To further characterize the functional capacity of CEA-specific CD8 T cells generated as a consequence of circulating CEA, we investigated the ability of these cells to control the growth of a CEA expression tumor in vivo. To this end, Rag2−/− mice received purified splenic CD8 T cells isolated either from C57BL/6 mice that were injected every second day with 2 mg CEA intravenously for 2 weeks or that were vaccinated with pGT64-CEA DNA or from untreated mice. Three days after CD8 T cell transfer, Rag2−/− mice were injected subcutaneously with the murine tumor cell lines MC38 and MC38-CEA on different flanks. The mice that received CD8 T cells from DNA-vaccinated animals controlled MC38-CEA growth compared with mice that received naïve CD8 T cells (Fig. 4A,D). However, Rag2−/− mice that received CD8 T cells from CEA protein–treated mice failed to control MC38-CEA tumor growth; instead, tumors grew even faster than in Rag2−/− mice that received naïve CD8 T cells (Fig. 4A,D). This indicates that CEA-specific CD8 T cells generated after circulating CEA were tolerized and did not have a protective function in antitumor defense. The tolerization of T cells was antigen-specific, because the MC38 tumors not expressing CEA grew equally fast in all three groups (Supporting Fig. 3), suggesting that there is no bystander effect of tolerized T cells on T cells with different antigen specificity. Because we found the uptake of CEA to be MR-dependent (Fig. 1B), we further tested whether the lack of uptake of soluble CEA by LSECs in MR−/− would result in the lack of tolerization of CEA-specific CD8 T cells in the naïve endogenous T cell repertoire. Indeed, as shown in Fig. 4C, tumor growth in Rag2−/− mice receiving CD8 T cells from CEA-injected MR−/− mice did not show accelerated growth, as was the case with CD8 T cells from C57BL/6 mice (Fig. 4A), but instead had similar kinetics as CD8 T cells from naïve C57BL/6 (Fig. 4A) and MR−/− (Fig. 4C) mice.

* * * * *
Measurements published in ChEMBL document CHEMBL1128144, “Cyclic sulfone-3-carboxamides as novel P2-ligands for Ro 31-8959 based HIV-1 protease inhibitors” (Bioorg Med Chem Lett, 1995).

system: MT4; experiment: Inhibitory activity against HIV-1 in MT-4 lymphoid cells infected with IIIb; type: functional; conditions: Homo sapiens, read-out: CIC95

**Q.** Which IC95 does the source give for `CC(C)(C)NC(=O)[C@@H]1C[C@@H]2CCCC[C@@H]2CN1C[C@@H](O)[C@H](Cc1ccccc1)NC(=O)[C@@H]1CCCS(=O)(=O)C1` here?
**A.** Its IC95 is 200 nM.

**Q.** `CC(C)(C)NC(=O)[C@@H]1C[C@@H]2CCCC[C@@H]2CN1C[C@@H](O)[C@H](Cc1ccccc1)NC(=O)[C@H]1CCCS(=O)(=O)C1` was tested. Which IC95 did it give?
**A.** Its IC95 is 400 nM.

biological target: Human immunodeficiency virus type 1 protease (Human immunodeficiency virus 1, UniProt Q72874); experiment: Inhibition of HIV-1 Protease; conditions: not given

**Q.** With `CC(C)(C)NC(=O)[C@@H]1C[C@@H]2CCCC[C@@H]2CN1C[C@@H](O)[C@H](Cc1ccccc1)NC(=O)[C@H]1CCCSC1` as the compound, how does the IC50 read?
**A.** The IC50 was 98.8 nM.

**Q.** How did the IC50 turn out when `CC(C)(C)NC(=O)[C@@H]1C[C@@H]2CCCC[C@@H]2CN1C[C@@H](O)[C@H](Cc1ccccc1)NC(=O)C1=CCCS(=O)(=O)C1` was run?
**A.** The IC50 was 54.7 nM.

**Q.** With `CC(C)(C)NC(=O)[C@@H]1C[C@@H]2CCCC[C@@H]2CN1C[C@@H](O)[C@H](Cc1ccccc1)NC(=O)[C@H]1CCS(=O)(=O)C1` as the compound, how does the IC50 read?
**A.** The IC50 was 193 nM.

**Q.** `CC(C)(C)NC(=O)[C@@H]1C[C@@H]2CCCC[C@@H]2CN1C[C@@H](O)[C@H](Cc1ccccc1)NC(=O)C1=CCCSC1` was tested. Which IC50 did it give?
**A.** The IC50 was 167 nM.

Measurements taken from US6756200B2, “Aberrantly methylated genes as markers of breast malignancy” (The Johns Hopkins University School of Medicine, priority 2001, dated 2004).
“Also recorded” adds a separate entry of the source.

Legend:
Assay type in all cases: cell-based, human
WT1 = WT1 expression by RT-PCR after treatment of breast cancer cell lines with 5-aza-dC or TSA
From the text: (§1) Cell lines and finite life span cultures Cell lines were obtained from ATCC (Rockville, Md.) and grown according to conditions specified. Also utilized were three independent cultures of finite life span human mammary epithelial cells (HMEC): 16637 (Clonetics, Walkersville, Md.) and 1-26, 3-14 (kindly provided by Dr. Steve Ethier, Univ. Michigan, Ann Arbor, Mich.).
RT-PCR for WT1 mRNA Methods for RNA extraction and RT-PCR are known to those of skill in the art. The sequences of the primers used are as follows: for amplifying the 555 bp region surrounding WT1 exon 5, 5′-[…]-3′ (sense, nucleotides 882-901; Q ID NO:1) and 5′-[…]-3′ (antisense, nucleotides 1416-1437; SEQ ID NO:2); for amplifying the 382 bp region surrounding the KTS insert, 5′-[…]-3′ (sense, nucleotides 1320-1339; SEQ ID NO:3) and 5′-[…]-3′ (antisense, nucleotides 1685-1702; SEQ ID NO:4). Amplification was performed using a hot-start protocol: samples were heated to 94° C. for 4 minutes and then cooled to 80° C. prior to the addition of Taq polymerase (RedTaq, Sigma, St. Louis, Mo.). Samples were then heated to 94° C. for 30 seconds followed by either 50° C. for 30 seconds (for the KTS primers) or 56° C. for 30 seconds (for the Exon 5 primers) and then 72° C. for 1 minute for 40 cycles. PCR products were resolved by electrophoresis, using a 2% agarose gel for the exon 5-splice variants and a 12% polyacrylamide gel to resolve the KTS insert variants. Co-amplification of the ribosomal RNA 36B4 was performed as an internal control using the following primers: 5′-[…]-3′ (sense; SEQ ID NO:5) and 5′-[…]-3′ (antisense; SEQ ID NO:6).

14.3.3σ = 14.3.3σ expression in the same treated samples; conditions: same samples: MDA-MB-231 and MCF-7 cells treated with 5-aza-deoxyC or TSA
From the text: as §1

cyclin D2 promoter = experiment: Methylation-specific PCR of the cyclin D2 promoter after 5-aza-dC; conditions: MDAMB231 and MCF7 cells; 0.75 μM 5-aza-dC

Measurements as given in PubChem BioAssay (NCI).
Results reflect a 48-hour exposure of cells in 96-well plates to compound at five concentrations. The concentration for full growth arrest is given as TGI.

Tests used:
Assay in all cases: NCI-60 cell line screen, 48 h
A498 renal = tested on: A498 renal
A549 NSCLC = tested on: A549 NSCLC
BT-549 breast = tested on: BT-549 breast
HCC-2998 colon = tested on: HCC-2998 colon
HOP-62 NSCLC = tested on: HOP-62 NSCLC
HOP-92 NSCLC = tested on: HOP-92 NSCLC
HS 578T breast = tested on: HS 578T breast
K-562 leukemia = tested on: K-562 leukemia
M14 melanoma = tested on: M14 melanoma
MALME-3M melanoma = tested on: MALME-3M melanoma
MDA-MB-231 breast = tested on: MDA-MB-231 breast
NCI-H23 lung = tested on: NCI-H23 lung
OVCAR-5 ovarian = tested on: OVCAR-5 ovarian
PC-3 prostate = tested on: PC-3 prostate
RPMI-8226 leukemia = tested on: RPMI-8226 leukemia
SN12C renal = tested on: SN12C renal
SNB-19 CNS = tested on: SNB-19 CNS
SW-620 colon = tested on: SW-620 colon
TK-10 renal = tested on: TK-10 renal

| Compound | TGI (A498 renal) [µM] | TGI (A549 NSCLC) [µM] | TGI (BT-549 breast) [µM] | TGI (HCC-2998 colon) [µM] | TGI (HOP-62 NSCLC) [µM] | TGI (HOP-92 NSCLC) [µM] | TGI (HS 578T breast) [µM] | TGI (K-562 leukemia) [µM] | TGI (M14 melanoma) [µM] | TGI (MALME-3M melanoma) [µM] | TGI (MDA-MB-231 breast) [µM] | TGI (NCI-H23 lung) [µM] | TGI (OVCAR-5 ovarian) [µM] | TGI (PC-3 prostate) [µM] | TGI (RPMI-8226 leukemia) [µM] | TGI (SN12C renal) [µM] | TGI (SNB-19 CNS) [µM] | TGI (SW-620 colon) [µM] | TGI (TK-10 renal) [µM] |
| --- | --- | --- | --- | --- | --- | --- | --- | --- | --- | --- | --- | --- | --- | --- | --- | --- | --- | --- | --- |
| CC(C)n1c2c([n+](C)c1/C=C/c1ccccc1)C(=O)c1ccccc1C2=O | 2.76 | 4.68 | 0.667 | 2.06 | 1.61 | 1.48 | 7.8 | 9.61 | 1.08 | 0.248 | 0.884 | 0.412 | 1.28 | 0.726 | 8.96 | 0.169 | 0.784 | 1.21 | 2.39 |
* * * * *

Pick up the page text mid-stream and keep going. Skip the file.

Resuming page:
Figure 4.

CD8 T cells from mice that received CEA protein systemically are incapable of controlling CEA-expressing tumor cells. C57BL/6 mice and B7H1- and MR-deficient mice received 2 mg of CEA protein intravenously every second day, were immunized with pGT64 CEA plasmid, or were left untreated. A total of 5 × 106 purified splenic CD8 T cells from C57BL/6 (A, D), MR−/− (B, D), or B7H1−/− (C, D) were adoptively transferred into Rag2-deficient mice. Three days later, 5 × 106 MC-38-CEA or MC-38 cells were injected into the right flank or left flank, respectively. Graphs show tumor growth of MC38-CEA in Rag2−/− mice that received CD8 T cells from C57BL/6 (A, D), MR−/− (B, D), or B7H1−/− mice (C, D). D: Specific MC38-CEA tumor volumes at day 15 of mice receiving CD8 T cells from C57BL/6, MR−/− and B7H1−/− mice. *P ≤ 0.05; ***P ≤ 0.001; ns, not significant.

LSEC-induced tolerization of OVA-specific CD8 T cells is B7H1-dependent in vitro.15 To investigate whether tolerance induction in endogenous CEA-specific CD8 T cells in vivo in response to circulating CEA-protein is also B7H1-dependent, we adoptively transferred CD8 T cells (which were generated in B7H1-deficient mice after CEA protein injection or DNA vaccination as described, into Rag2−/−) that were subsequently challenged with MC38 or MC38-CEA tumor cells (Fig. 4C,D). The CEA-specific CD8 T cells generated in B7H1−/− mice after systemic CEA were better at controlling MC38-CEA tumor growth (Fig. 4C) than T cells from untreated B7H1−/− mice and T cells from CEA protein–treated C57BL/6 mice. Taken together, these data show that systemically circulating CEA protein results in a B7H1-mediated tolerization of antigen-specific CD8 T cells that fail to eliminate CEA-expressing tumors.

CD8 T Cells with Phenotypic and Functional Characteristics of LSEC-Tolerized CD8 T Cells Are Detected in Healthy Individuals and Are Increased in Patients with Colorectal Carcinoma.